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Why does eating ice cream make us so happy? The reasons for its power on our mood

You eat an ice cream and you are immediately happy again; sometimes, even just at the thought of eating it. How many of you have felt this and why does it happen? The reason lies in the neurotransmitter called serotonin, which is produced by its precursor tryptophan; an element that can be found in ice cream and other foods. That's why eating ice cream (but in moderation!) is good for the mood.

By Cookist

Eating ice cream always puts you in a good mood; there is no adult or child who is not happy after an ice cream and we are not talking just of summer. But why? What is the secret of ice cream and how does it improve our mood? The answer is not only "because it is good" although, in part, it is also about this. In fact ice cream, and sweets in general, contain elements that stimulate our brain to produce substances that help our psychophysical well-being. Today we explain why.

The connection between stomach and brain

Serotonin is the key. Serotonin is a substance naturally produced in our body, especially by serotonergic neurons in the central nervous system, but also in enterochromaffin cells in the gastrointestinal tract, where it participates in numerous biological functions. In a few words, serotonin is a sort of direct connection between the intestine, where the eaten food passes, and the brain, where substances that stimulate a physical or psychological response or both are produced; about 5% is produced by our brain and 95% of the rest from gut impulses. It is no coincidence that when we have intestinal problems we also often feel irritable and nervous.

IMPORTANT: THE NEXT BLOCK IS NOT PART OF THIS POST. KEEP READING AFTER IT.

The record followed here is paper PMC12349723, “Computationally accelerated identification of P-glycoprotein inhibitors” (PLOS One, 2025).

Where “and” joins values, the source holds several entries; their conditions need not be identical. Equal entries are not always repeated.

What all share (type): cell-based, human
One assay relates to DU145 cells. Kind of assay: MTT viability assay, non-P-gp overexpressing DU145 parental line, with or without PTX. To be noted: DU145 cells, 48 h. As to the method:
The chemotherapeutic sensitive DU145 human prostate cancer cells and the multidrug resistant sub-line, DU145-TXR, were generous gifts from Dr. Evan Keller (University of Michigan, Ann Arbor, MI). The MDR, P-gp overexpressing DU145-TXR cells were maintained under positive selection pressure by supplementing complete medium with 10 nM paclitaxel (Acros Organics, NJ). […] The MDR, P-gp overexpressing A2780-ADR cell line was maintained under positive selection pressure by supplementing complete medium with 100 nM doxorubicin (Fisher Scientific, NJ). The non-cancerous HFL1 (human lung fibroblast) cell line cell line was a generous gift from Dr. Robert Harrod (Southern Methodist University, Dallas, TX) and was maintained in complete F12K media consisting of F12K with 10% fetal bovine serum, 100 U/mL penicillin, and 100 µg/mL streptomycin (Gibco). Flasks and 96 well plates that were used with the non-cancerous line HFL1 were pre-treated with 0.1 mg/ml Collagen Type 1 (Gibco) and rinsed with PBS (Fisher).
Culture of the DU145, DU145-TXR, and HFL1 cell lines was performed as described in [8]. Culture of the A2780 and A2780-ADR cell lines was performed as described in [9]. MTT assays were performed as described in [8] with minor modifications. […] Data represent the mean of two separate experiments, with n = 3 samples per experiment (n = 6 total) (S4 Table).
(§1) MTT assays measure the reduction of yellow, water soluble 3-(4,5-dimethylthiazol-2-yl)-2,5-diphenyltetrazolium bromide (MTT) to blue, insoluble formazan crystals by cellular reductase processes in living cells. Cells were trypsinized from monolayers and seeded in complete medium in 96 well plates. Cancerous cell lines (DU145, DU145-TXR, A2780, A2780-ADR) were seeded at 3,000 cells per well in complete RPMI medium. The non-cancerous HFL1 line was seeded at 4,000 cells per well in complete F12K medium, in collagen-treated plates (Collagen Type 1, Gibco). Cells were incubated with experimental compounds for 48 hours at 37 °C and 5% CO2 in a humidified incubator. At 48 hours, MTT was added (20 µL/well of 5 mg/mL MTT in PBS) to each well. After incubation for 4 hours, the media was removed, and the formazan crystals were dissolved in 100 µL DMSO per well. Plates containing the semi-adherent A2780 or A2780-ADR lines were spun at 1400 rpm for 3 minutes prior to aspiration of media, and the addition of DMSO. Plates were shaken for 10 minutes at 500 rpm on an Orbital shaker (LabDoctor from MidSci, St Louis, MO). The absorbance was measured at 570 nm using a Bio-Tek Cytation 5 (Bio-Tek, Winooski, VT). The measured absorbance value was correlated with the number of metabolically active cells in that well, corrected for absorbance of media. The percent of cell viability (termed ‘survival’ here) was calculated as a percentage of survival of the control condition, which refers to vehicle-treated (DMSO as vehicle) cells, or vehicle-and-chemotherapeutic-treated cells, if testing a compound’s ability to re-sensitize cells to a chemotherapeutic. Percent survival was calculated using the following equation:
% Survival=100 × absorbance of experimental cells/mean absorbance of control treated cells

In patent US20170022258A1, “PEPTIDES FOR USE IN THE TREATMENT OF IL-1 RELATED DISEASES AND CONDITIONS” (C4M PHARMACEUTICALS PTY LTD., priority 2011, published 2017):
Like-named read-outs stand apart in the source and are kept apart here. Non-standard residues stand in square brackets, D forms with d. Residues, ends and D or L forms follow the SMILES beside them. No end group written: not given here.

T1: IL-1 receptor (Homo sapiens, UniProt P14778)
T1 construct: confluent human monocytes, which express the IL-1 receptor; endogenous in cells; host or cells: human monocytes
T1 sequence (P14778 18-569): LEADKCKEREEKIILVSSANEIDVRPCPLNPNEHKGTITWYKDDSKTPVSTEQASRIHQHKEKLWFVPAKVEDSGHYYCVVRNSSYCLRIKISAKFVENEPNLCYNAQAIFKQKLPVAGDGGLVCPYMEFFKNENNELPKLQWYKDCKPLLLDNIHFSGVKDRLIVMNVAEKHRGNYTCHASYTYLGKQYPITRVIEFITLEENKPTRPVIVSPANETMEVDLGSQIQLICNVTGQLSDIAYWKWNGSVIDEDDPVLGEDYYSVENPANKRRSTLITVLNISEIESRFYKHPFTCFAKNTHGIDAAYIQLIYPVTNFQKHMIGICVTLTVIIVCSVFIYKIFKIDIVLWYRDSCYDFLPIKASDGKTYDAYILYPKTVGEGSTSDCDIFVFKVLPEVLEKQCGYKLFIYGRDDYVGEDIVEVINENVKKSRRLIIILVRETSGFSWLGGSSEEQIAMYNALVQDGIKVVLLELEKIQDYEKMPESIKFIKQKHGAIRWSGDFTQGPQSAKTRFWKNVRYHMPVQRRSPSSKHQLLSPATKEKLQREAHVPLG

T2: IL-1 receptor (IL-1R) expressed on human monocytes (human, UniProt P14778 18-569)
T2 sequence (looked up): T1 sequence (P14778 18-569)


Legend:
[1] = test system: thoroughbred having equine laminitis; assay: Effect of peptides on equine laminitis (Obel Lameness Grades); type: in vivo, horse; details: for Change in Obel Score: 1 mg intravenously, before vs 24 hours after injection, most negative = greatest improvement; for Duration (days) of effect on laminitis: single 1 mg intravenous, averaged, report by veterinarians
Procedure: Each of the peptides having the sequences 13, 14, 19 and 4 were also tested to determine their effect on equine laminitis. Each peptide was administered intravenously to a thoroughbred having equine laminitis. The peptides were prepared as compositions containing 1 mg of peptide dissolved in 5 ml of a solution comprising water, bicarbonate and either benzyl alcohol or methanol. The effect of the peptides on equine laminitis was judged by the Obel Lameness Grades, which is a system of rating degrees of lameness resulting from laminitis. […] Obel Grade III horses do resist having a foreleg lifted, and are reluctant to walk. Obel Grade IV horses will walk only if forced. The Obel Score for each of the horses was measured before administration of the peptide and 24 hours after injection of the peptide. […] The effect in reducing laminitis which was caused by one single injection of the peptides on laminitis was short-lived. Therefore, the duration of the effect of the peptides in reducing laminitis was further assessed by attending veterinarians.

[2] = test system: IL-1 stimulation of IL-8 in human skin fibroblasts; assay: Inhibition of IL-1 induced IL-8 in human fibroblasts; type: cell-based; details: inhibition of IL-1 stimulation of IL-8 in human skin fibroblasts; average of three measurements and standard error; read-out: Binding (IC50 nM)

Serotonin is therefore a neurotransmitter involved in mood regulation, but it is not the only one; there are also dopamine, oxytocin and adrenaline. The peculiarity of serotonin, however, is that it is also important for other functions, in particular:

  • The control and regulation of mood and irritability, but also of the sleep-wake cycle, with the consequent prevention of behavioral disorders and depression;
  • The functionality of bowel movements, the health of its bacterial flora and the general well-being of intestinal transit.

But how does our brain produce serotonin? It does this through tryptophan, its precursor (that is a substance that will then turn into serotonin) which is found in some foods; it is one of those amino acids that our body is unable to produce, so we must inevitably take it with food. Of course a good mood, as well as a bad one, can depend on external factors and not just on what we eat, but let's say that eating consciously can help us regain a good mood.

Beyond the contingencies, however, several studies have shown that a lack of tryptophan can have negative effects not only on mood, but also on memory, cognitive abilities and sleep quality.


Ice cream and tryptophan, but also other foods

In ice cream there are a series of ingredients that are already rich in tryptophan; one of them is milk, which in fact we recommend drinking even in adulthood, albeit in moderate doses. But also fresh fruit or chocolate which, in addition to containing a lot of tryptophan, also contains phenylethylamine, an alkaloid and neurotransmitter capable of stimulating the secretion of endorphins.

Of course, ice cream is not the only food that contains tryptophan, but it is certainly what you like best; however, in the face of a high level of sugars and calories, it is always good to limit yourself and, above all, include it in a well-balanced diet. So what are the other foods that can help our brain naturally produce more serotonin? Here is a list to always have at hand, especially in times of particular stress.

  • dark chocolate;
  • dried fruits such as peanuts, almonds, pine nuts, hazelnuts, walnuts, pistachios;
  • sesame seeds;
  • chestnuts;
  • raisins;
  • dairy products such as yogurt and ricotta cheese;
  • legumes such as chickpeas and beans;
  • fish such as anchovy, gilthead bream, sea bass, sole, cod, tuna;
  • eggs;
  • endive;
  • cabbage;
  • asparagus;
  • green beans;
  • lettuce;
  • chard;
  • spinach;
  • zucchini.
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